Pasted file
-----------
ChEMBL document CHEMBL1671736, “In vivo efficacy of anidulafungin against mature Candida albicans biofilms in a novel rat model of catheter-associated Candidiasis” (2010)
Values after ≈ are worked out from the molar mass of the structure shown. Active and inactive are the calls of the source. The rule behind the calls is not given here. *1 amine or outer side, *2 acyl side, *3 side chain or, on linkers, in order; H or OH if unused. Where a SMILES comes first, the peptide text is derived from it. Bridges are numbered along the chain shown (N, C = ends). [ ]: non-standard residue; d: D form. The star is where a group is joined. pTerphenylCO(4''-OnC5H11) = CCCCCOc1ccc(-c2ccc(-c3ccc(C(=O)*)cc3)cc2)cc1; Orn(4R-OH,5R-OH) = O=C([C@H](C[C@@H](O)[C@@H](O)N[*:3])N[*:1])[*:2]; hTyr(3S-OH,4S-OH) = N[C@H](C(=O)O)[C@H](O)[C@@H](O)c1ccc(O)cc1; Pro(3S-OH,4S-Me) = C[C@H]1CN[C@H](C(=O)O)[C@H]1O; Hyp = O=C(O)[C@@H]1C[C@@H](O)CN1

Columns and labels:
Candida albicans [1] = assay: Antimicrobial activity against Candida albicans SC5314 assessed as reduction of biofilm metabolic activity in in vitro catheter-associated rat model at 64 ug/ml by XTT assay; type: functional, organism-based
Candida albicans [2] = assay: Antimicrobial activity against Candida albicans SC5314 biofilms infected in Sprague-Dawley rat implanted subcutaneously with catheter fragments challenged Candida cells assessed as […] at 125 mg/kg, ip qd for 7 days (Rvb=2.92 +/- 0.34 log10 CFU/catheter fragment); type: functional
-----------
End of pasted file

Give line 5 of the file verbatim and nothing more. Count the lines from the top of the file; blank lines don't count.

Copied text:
Candida albicans [2] = assay: Antimicrobial activity against Candida albicans SC5314 biofilms infected in Sprague-Dawley rat implanted subcutaneously with catheter fragments challenged Candida cells assessed as […] at 125 mg/kg, ip qd for 7 days (Rvb=2.92 +/- 0.34 log10 CFU/catheter fragment); type: functional